As you can see in the video, a heated argument escalated, caused Ray Rice to hit his fiancé. A male hitting a woman is looked down upon in our society. He was knocked his wife unconscious in an elevator as if that is normal. He didn’t call for help or try to see if she was okay. The most ironic part about this situations is that his wife didn’t leave him after being beaten. She asked the public to stop being cruel toward Ray Rice. She isn’t thinking about how embarrassing the video looked, but rather the NFL not cut Ray Rice’s income.

Domestic violence is so common in the US. Sex, power, and relationships may or may not have some correlation between each other. Which sex should control the relationship? Does it matter which sex control the relationship? If the person who is has more control over sex have more power in the relationship? When involved in an abusive relationship, is sex a reason the victim (female) stays in the relationship? After answering these questions, if a male was being sexually abused by a female, would he be considered less of a man, or a “punk”?

I AM UNBEATABLE

 

As a class we went to this gallery on campus were we looked at Donna Ferrato’s photography which looks at domestic violence. Ferrato’s pictures and event in the gallery is called “I AM UNBEATABLE”. Ferrato started “I AM UNBEATABLE because it aims to educate through photography to understand the dangers associated with domestic violence. To recognize the warning signs. To know that love has nothing to do with violence.”(http://www.iamunbeatable.com). This video above shares many of the photographs taken by Ferrato and shares some stories and statistics about domestic violence.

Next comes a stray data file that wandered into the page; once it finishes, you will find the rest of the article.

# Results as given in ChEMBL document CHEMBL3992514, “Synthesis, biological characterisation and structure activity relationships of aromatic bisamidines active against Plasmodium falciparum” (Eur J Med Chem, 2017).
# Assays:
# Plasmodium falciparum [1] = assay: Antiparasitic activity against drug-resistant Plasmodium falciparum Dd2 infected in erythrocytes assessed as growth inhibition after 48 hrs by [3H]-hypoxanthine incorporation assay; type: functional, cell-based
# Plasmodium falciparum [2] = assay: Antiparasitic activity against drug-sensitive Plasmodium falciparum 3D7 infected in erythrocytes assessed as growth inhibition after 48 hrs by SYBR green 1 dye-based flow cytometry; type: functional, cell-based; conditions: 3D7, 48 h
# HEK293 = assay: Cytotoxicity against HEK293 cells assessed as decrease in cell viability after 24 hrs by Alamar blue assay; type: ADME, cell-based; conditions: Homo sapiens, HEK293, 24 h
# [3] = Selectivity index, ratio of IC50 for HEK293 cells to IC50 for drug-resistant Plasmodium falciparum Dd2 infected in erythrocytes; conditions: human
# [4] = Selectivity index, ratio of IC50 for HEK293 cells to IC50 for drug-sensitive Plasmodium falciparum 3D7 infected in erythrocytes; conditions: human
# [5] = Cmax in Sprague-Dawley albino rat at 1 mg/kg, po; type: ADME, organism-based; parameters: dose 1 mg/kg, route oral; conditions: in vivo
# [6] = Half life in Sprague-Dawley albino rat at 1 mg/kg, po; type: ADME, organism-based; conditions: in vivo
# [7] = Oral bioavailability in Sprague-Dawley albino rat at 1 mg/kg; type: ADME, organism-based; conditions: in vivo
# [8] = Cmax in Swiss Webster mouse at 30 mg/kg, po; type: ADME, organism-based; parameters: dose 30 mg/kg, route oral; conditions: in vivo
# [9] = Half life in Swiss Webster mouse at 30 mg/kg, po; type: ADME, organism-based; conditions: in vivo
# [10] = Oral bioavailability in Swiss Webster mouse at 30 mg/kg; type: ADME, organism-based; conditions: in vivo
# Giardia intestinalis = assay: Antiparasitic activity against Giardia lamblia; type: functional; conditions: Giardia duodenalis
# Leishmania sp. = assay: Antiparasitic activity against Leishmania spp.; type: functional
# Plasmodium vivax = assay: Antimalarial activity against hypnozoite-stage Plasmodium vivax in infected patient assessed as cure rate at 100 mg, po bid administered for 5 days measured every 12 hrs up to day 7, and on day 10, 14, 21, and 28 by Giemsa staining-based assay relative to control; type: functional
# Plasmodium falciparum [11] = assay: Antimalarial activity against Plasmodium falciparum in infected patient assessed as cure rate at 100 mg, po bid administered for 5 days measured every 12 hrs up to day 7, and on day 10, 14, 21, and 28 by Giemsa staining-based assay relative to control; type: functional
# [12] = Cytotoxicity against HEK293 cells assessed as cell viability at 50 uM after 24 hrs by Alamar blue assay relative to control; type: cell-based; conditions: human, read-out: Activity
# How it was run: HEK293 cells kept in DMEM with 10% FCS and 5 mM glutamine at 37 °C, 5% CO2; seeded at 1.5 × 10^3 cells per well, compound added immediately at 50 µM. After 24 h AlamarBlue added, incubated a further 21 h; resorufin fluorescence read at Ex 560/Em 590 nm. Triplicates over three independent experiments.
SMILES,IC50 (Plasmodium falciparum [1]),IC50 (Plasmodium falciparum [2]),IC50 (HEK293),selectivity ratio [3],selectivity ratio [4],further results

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I AM UN-BEAT-ABLE

 

 

After attending this class event I thought it would be a great opportunity to write an engaging assignment on it because I took a lot from it and also took some neat pictures from this gallery. This event called “I AM UN-BEATABLE is about everyone having the right to live free from violence. Our society today we hear a lot about domestic violence happening between relationships and married couples. This class event we looked and discussed domestic violence through pictures and a short video clip that was presented. This mission of I AM UN-BEAT-ABLE is to raise awareness, educate and prevent domestic violence against women and children through real stories of real people (http://www.iamunbeatable.com).

 

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What are we going to do about celebrities, the media, and society’s response to domestic violence??

Before reading: Prepare yourselves for lots of links and information about recent cases of domestic violence in popular culture. I encourage everyone who looks up the links to pay attention to the titles of the articles. Think about the phrasing and the order of names. Which person is the actor, or who is given power, and who is the one being acted upon in these titles? Are the authors of these articles attempting to frame domestic violence cases in a particular way? Are they trying to evoke some emotion or thought out of the reader?

Do you guys remember the Rihanna/Chris Brown incident back in 2009? Here’s a link if you don’t remember, even though it would be hard to forget, with everyone talking and gossiping about it: Chris Brown charged with assault on Rihanna. Domestic violence became a pretty huge topic, but over time, the discourse changed and focused more on romance, who the two were dating, or whether or not they’d get back together. Five years later, Rihanna, Chris, and the topic of domestic violence are back in the news and in our thoughts and conversations.